How I passed the food safety exam
I know enough to cook chicken until it isn't pink in the middle. My mother drummed into me the importance of washing my hands before touching food. Beyond that, my skills in the kitchen are lacking; I'm certainly not up for my own Food Network show.
How then could I pass the nationally-accredited exam Massachusetts requires to certify that restaurant managers and municipal inspectors have the knowledge to keep customers protected from foodborne illnesses?
I passed because the examination is common sense. It's easy.
So easy that I took it without taking the prescribed eight-hour training class. So easy that I didn't read any of the materials. I just signed up online, paid $99, showed up, and filled in the bubbles with a Number 2 pencil. Less than two hours later I was out, confident I had passed.
I scored 82 percent; then passing grade is 75. I now have a five-year certification.
By the standards demanded by Massachusetts and about 35 other states, I am a Certified Food Protection Manager. In Massachusetts, the credential is also required for restaurant inspectors.
Do I have the expertise to do either? Absolutely not. I'd be lost in a kitchen.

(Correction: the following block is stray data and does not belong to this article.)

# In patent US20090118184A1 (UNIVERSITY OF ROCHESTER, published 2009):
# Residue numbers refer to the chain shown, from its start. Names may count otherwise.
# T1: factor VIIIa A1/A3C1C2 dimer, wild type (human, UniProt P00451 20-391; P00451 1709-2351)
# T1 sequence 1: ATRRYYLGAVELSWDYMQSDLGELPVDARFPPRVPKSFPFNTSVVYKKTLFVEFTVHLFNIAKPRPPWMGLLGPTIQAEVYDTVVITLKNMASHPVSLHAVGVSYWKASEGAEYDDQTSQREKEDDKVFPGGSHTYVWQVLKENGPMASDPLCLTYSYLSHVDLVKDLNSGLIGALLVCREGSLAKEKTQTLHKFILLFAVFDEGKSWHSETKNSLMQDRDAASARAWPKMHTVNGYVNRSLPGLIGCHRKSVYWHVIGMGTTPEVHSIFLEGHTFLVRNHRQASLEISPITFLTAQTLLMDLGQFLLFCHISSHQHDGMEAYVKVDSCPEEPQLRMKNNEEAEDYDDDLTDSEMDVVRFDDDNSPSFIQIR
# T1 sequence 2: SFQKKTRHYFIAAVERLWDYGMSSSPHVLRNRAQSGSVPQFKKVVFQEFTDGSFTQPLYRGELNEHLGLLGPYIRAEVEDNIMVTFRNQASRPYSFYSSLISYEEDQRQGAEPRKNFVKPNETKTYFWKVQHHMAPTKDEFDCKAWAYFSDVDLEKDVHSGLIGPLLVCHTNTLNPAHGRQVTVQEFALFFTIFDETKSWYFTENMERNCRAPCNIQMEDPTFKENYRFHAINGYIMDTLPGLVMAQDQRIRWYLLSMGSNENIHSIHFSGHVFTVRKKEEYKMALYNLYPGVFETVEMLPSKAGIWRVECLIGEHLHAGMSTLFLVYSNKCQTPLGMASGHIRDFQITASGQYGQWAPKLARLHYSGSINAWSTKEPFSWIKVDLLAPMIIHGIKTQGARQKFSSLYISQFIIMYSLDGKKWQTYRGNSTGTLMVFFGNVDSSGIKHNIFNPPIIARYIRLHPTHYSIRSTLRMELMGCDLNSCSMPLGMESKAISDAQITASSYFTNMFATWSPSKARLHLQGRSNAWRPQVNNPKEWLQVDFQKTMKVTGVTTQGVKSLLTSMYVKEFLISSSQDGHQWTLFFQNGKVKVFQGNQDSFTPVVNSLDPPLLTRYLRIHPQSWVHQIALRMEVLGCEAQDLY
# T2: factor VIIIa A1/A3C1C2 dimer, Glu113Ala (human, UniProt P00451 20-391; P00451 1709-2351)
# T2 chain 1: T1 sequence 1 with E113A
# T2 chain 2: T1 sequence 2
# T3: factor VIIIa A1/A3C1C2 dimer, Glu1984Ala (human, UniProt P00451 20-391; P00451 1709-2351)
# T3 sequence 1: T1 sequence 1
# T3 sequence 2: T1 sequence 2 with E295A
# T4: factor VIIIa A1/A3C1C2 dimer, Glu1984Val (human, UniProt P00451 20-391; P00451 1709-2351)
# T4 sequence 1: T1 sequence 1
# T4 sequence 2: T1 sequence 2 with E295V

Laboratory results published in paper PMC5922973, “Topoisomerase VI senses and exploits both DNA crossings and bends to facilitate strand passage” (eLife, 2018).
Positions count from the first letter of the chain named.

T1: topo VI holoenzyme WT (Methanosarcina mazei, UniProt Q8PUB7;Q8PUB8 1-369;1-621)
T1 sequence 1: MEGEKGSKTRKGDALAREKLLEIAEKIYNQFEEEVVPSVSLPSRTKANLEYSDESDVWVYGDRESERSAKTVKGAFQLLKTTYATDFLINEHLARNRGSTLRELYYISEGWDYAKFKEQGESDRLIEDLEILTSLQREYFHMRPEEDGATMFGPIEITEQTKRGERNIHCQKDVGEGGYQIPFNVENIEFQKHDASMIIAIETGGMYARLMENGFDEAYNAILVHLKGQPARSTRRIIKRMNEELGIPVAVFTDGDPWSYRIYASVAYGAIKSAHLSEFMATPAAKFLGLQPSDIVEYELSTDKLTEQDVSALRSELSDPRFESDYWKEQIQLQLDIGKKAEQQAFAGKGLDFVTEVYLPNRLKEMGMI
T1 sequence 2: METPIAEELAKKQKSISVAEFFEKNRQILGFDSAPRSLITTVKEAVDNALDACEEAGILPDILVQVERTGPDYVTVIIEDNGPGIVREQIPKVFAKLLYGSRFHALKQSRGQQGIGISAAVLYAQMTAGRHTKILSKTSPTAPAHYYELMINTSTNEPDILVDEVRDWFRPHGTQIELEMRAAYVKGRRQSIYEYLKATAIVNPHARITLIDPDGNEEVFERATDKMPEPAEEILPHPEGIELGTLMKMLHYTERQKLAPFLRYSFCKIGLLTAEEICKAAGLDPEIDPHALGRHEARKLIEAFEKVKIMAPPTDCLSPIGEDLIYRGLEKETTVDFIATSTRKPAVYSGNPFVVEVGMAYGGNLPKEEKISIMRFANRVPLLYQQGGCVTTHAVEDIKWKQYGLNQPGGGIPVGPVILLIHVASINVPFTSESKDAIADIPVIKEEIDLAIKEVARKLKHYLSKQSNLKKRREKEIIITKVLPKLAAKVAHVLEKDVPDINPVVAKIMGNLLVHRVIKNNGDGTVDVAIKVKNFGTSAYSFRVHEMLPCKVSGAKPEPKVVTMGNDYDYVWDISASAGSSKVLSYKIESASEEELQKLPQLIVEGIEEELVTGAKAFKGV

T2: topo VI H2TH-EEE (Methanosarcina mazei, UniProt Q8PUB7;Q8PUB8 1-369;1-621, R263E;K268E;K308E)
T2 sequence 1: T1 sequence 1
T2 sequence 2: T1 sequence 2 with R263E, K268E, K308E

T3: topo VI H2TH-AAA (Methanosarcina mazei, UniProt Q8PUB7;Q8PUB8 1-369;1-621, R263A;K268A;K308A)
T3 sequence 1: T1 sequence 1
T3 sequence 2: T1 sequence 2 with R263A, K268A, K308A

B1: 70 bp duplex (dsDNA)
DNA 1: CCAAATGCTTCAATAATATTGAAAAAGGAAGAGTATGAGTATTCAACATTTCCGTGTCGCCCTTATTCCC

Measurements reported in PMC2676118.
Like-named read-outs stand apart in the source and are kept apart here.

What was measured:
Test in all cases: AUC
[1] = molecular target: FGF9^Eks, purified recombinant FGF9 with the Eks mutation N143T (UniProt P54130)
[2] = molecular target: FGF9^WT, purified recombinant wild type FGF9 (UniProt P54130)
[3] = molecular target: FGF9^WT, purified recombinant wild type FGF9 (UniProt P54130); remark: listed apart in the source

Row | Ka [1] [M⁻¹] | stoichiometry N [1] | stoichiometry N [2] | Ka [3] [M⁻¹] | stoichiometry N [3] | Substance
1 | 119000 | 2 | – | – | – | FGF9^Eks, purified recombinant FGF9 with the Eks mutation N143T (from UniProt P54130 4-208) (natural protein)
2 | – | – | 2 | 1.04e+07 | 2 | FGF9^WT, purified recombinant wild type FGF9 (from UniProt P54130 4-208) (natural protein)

I have no idea what temperature I'd have to cook fish to in order to ensure it's safe to eat. The proper way to clean cookware? Haven't a clue. What I can do is pass a multiple choice exam by eliminating obvious wrong answers and using common sense to figure out the rest.
Suzanne K. Condon, the associate commissioner of the Massachusetts Department of Public Health, who oversees environmental health issues, told another Globe reporter that the state's training and certification requirements set "minimal standards. Condon declined to give a "yes or "no answer when asked whether the standards should be raised. But she said: "Can we improve upon that? Yes.
The test I took, called ServSafe, is developed by the educational arm of the National Restaurant Association, the restaurant industry's trade group. ServSafe is by far the largest of three national testing agancies that give such certification exams. Since 1987, the restaurant association's educational foundation has awarded more than three million food protection manager certificates.
LeAnn Chuboff, the director of science and regulatory relations at the NRA, told the Globe reporter that the certification test is based on standards set by a national body that includes federal and state food safety experts.
The NRA's local affiliate, the Massachusetts Restaurant Association, thinks the test requires extensive knowledge. Passing the ServSafe exam, the MRA declares on its website, "does require detailed knowledge of food safety and the prevention of foodborne illness.''
How, then, could a Globe reporter pass it so easily? Test-takers, Chuboff said, often know more than they think they do: They practice safe hygiene at home. They remember what their parents taught them. "They might even have knowledge from watching Oprah, she added.
What puzzled Chuboff is that I was able to take the exam without the eight-hour classroom component. She told the other reporter her office will determine how that could have happened.
"We can't let that go, Chuboff said.
Any possible fallout, Chuboff was asked. "Yes,'' she said. "We may revoke her certification.